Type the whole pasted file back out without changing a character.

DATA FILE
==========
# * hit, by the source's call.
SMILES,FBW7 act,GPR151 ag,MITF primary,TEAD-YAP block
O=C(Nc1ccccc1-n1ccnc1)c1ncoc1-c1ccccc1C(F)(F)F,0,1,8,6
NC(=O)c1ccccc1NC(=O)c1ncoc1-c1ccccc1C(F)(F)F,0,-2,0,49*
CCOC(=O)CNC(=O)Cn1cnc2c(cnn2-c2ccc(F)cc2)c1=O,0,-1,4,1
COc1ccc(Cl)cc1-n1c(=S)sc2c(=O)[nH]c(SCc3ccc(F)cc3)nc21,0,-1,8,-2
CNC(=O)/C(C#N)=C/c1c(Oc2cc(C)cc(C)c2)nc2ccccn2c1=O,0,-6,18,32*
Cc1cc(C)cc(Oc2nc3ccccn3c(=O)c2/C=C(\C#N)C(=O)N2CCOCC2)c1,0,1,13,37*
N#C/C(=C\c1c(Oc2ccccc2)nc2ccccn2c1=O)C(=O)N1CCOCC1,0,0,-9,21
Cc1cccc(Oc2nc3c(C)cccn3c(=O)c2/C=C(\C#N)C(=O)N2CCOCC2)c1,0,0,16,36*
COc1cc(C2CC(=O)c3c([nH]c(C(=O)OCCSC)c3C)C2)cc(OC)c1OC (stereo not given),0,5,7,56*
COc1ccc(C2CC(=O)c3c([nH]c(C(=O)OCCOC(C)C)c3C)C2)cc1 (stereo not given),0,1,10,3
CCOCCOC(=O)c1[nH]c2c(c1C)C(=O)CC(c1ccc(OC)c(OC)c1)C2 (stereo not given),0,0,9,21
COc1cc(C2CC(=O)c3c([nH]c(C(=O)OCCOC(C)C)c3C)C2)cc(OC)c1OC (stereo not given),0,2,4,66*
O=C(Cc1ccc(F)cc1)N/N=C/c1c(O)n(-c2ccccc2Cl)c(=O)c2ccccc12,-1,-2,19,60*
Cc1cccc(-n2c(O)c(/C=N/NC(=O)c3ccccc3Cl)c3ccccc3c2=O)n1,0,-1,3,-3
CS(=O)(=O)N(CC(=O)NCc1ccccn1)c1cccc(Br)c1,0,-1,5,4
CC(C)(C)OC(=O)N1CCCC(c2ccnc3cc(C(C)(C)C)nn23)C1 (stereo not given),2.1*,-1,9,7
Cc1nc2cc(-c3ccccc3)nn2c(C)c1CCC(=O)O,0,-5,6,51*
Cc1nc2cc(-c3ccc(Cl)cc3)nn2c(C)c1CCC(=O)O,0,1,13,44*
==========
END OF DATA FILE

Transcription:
# * hit, by the source's call.
SMILES,FBW7 act,GPR151 ag,MITF primary,TEAD-YAP block
O=C(Nc1ccccc1-n1ccnc1)c1ncoc1-c1ccccc1C(F)(F)F,0,1,8,6
NC(=O)c1ccccc1NC(=O)c1ncoc1-c1ccccc1C(F)(F)F,0,-2,0,49*
CCOC(=O)CNC(=O)Cn1cnc2c(cnn2-c2ccc(F)cc2)c1=O,0,-1,4,1
COc1ccc(Cl)cc1-n1c(=S)sc2c(=O)[nH]c(SCc3ccc(F)cc3)nc21,0,-1,8,-2
CNC(=O)/C(C#N)=C/c1c(Oc2cc(C)cc(C)c2)nc2ccccn2c1=O,0,-6,18,32*
Cc1cc(C)cc(Oc2nc3ccccn3c(=O)c2/C=C(\C#N)C(=O)N2CCOCC2)c1,0,1,13,37*
N#C/C(=C\c1c(Oc2ccccc2)nc2ccccn2c1=O)C(=O)N1CCOCC1,0,0,-9,21
Cc1cccc(Oc2nc3c(C)cccn3c(=O)c2/C=C(\C#N)C(=O)N2CCOCC2)c1,0,0,16,36*
COc1cc(C2CC(=O)c3c([nH]c(C(=O)OCCSC)c3C)C2)cc(OC)c1OC (stereo not given),0,5,7,56*
COc1ccc(C2CC(=O)c3c([nH]c(C(=O)OCCOC(C)C)c3C)C2)cc1 (stereo not given),0,1,10,3
CCOCCOC(=O)c1[nH]c2c(c1C)C(=O)CC(c1ccc(OC)c(OC)c1)C2 (stereo not given),0,0,9,21
COc1cc(C2CC(=O)c3c([nH]c(C(=O)OCCOC(C)C)c3C)C2)cc(OC)c1OC (stereo not given),0,2,4,66*
O=C(Cc1ccc(F)cc1)N/N=C/c1c(O)n(-c2ccccc2Cl)c(=O)c2ccccc12,-1,-2,19,60*
Cc1cccc(-n2c(O)c(/C=N/NC(=O)c3ccccc3Cl)c3ccccc3c2=O)n1,0,-1,3,-3
CS(=O)(=O)N(CC(=O)NCc1ccccn1)c1cccc(Br)c1,0,-1,5,4
CC(C)(C)OC(=O)N1CCCC(c2ccnc3cc(C(C)(C)C)nn23)C1 (stereo not given),2.1*,-1,9,7
Cc1nc2cc(-c3ccccc3)nn2c(C)c1CCC(=O)O,0,-5,6,51*
Cc1nc2cc(-c3ccc(Cl)cc3)nn2c(C)c1CCC(=O)O,0,1,13,44*